In February 2014, Mohammed Eshaq fell to his death from the 10th-floor balcony of his South End Halifax apartment.
Eshaq lived with schizophrenia, and was an in-patient at the Nova Scotia Hospital’s Simpson Landing at the time. He left on a 15-minute pass and didn’t go back, instead taking transit to his parents’ place. They drove him to his apartment to pick up a few things, and expected he would return to the hospital.
As Judy Haiven wrote in the Nova Scotia Advocate:
[Eshaq] insisted he wanted time to himself in his apartment, and that he would return to the hospital later. The mother and son contacted the hospital to tell them. A hospital nurse phoned the police, and asked them to bring him back.
Up in his apartment, Eshaq barricaded himself inside. He refused police requests to leave and return to the hospital.
With police in his apartment, he fell from the balcony and died.
In June of the same year, the Serious Incident Response Team concluded its investigation into Eshaq’s death and the police’s role in it. The investigation found… wait for it… that there was no criminal wrongdoing on the part of police.
Without a hint of irony, the report, quoted in a CBC story, says:
“Knowing that an involuntary patient is a person who may be a danger to themselves, the police made the decision to enter the apartment to ensure the safety of the man…
“The police have a duty to protect life, and in the circumstances were justified in entering the apartment out of concern for the health and safety of the man.”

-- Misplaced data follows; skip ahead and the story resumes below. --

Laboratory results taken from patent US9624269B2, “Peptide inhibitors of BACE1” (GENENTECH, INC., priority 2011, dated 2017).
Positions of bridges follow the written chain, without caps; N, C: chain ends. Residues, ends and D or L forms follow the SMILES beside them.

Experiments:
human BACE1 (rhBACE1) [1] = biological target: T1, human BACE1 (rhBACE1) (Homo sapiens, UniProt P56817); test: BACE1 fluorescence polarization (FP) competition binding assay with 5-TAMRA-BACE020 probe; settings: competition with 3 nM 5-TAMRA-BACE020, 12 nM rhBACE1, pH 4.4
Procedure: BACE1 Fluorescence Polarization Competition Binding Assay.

Adrienne Power knew Eshaq. Power works for the Schizophrenia Society of Nova Scotia, but spoke to me as an individual, and not as a representative of the society. In an interview last week, she said Eshaq “jumped out the window and died. Police came banging at his door, and he was in distress… When someone’s in a crisis, who knows what people’s experiences are? What state they’re in?” She added, “Also, someone who has a psychotic disorder might have some delusions or paranoia about the police. So the police might just be coming to take you for treatment, but who knows what your fears are around that?”
As you surely know by now, having police respond to people in a mental health crisis can have horrific consequences. Since May, Canadians have been shocked by the death of Regis Korchinski-Parquet, who died in circumstances similar to Eshaq’s, as well as by the killings of Chantel Moore and Ejaz Ahmed Choudry, both of whom were shot by police who had been called by friends or family concerned about their mental health.
Rodney Levi, who was shot and killed by the RCMP in New Brunswick, was also said to struggle with his mental health. Back in April, Peel Regional Police in Brampton shot and killed D’Andre Campbell, after he had called 911 himself seeking help with a mental health crisis. And Kelowna nursing student Mona Wang is suing the RCMP after her boyfriend got worried and called for a wellness check. The officer who responded dragged her down a hallway, stepped on her head, and pulled her up by her hair.
Movements to defund the police frequently point to the mistreatment of people with mental illness, saying surely there must be a better way.